Which of these expressions for energy density and energy flux density are just mathematical functions constructed to ensure conservation of energy, and which—if any—have physical meaning? The objective criterion for physical meaning, other than quasi-philosophical arguments on what is “intuitively reasonable,” is that the expression be uniquely defined in terms of measurable physical parameters, which is a criterion satisfied by work done. In the terminology of Bridgman, a physical entity should have locally observable effects and, hence, should be detectable by suitable in situ instruments; quantities which can only be calculated from theory and/or measurements made elsewhere are to be considered mathematical constructs.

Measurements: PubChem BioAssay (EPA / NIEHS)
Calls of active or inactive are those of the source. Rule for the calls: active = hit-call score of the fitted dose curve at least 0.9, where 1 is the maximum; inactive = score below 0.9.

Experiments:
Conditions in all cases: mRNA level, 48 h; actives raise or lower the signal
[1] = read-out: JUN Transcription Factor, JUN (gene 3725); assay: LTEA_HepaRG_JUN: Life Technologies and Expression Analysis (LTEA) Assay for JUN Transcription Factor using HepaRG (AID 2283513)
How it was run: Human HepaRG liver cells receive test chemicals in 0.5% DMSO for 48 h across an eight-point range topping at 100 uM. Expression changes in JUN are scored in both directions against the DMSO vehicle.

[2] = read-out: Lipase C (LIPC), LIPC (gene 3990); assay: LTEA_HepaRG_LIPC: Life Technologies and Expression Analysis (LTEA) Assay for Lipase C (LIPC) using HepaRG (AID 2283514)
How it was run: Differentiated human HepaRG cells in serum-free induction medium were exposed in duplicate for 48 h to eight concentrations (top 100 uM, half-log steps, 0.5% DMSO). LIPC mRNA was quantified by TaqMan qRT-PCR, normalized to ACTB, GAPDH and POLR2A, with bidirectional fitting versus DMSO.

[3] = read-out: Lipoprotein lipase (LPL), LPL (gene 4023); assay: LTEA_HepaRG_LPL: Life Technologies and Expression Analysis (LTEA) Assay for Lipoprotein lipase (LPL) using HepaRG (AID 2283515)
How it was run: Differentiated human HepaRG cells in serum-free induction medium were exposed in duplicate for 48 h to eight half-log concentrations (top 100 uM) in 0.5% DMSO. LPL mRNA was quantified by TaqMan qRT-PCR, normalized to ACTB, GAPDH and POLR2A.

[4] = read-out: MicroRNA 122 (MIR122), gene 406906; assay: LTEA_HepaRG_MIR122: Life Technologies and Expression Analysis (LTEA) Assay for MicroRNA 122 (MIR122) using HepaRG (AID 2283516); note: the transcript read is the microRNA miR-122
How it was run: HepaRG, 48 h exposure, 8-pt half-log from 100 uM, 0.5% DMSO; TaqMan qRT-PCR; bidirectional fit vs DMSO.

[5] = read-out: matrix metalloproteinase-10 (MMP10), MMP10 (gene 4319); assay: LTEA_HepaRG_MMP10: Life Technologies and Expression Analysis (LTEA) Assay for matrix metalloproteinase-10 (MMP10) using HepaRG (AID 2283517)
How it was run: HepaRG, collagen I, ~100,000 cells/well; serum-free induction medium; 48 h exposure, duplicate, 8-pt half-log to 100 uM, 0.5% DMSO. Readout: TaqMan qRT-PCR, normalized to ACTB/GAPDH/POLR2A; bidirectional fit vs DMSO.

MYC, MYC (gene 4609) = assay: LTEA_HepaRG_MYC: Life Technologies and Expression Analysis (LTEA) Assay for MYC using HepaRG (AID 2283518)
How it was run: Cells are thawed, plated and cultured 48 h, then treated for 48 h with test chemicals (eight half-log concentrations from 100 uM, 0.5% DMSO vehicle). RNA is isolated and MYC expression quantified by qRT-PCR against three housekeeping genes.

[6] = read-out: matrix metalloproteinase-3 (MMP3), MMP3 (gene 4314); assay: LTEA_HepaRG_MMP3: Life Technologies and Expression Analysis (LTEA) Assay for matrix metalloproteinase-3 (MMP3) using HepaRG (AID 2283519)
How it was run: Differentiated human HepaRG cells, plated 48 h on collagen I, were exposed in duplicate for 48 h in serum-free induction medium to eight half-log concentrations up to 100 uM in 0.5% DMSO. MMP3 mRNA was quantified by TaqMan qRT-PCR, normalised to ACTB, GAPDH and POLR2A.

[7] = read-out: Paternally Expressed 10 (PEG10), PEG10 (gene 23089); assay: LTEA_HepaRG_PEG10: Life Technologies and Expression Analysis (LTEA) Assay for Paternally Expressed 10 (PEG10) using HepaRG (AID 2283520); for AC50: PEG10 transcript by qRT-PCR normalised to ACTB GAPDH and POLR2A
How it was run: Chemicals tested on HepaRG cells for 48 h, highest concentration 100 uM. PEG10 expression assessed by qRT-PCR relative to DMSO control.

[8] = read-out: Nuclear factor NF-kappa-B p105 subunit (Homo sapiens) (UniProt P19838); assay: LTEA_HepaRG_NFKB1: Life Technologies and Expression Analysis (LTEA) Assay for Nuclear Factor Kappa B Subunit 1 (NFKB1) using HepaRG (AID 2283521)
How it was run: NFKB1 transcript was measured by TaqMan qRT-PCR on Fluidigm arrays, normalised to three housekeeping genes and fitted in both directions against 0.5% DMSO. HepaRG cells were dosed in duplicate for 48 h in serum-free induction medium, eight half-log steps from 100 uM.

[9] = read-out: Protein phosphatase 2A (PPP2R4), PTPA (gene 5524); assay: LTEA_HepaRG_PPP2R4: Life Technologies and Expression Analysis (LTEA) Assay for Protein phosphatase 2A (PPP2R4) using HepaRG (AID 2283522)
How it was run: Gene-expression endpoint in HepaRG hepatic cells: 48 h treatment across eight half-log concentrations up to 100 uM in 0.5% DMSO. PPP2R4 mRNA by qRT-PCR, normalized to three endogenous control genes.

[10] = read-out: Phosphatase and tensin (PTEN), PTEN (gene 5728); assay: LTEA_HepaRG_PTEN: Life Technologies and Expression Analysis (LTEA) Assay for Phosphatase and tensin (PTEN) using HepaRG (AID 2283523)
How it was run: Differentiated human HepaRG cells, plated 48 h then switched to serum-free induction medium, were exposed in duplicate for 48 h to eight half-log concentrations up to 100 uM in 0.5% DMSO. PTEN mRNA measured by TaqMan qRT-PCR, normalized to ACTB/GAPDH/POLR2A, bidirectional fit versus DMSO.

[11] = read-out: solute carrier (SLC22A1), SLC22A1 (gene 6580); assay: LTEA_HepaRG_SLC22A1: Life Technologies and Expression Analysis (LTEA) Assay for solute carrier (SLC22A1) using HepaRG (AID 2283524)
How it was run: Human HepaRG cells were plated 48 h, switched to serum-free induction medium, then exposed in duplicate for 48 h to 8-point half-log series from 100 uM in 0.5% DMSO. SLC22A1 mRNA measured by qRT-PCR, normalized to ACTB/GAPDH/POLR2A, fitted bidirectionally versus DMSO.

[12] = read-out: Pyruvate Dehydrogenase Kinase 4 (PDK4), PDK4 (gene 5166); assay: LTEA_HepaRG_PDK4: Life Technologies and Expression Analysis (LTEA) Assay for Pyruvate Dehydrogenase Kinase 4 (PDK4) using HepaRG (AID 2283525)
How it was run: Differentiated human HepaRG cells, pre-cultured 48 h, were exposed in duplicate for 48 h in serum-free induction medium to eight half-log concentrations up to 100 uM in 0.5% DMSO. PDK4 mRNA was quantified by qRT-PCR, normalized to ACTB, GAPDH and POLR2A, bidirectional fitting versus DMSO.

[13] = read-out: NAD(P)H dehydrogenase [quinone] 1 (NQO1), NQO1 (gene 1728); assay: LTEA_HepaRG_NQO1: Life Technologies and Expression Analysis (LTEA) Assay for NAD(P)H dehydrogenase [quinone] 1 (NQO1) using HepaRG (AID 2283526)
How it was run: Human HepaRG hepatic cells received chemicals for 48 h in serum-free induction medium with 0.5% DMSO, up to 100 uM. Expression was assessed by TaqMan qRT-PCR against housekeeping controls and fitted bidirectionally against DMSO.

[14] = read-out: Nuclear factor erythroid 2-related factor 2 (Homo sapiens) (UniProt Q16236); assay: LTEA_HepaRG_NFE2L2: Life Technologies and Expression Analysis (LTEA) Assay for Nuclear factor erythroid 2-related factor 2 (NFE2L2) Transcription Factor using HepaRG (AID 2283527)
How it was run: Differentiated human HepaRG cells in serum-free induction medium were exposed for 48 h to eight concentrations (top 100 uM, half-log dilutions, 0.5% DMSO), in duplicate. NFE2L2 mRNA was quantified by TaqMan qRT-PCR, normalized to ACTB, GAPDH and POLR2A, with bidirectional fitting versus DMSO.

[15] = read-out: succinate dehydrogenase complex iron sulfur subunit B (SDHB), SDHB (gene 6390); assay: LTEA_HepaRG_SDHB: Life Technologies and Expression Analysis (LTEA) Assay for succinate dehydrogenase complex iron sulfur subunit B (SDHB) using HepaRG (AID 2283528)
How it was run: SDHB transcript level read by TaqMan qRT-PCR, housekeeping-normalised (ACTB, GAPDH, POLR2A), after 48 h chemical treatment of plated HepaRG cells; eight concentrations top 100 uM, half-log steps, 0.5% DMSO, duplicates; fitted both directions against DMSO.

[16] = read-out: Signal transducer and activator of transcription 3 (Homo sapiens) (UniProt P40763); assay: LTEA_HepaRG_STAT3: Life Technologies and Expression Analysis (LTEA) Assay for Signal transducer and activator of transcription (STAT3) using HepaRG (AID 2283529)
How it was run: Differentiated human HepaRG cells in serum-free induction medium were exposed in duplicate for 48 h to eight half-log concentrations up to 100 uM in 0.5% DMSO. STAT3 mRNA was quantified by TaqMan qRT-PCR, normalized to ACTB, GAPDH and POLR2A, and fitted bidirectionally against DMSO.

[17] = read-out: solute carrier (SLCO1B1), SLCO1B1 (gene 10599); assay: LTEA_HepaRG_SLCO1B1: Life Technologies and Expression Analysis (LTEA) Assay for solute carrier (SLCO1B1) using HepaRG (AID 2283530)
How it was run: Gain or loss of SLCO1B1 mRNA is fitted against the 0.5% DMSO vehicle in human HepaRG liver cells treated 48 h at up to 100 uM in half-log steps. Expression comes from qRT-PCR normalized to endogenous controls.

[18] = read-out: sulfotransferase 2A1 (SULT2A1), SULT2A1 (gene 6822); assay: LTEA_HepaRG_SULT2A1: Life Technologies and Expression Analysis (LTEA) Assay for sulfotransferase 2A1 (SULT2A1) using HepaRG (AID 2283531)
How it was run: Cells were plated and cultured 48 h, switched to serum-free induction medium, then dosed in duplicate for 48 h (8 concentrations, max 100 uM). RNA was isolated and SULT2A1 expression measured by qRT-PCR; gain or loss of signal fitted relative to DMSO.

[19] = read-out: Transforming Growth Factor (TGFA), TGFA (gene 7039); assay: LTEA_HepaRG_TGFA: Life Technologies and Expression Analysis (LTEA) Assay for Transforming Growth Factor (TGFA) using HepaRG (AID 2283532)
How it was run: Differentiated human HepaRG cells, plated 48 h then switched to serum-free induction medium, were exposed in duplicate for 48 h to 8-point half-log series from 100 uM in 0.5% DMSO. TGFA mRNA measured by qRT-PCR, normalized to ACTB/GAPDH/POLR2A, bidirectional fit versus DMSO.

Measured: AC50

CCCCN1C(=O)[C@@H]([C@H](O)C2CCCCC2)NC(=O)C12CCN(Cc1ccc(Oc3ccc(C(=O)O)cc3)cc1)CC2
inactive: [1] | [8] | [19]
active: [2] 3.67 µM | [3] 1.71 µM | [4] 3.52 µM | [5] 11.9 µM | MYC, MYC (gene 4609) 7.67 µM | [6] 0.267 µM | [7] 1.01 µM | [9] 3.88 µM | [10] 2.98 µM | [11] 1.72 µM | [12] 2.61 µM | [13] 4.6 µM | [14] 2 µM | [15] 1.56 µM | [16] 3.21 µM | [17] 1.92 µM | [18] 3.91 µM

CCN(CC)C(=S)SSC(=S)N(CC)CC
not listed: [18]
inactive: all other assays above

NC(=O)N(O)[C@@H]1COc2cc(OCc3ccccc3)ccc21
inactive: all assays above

From this point of view, the uG of Eq. (19) is a locally measurable quantity and, thus, should be taken as the physical expression of gravitational energy density. The uG of Eq. (33) is a mathematical construct: It can only be calculated because a potential defined solely by position in a force field has no local signatures and, hence, cannot be locally measured. In Bridgman's example in Fig. 1, water in the upper reservoir has more potential energy than water in the lower reservoir, yet the properties of water in both reservoirs are the same. In other kinds of systems, where work is done not by displacing matter in a force field but by deforming a structure, e.g., a bent bow or stretched spring, increased potential energy is detectable as increased strain.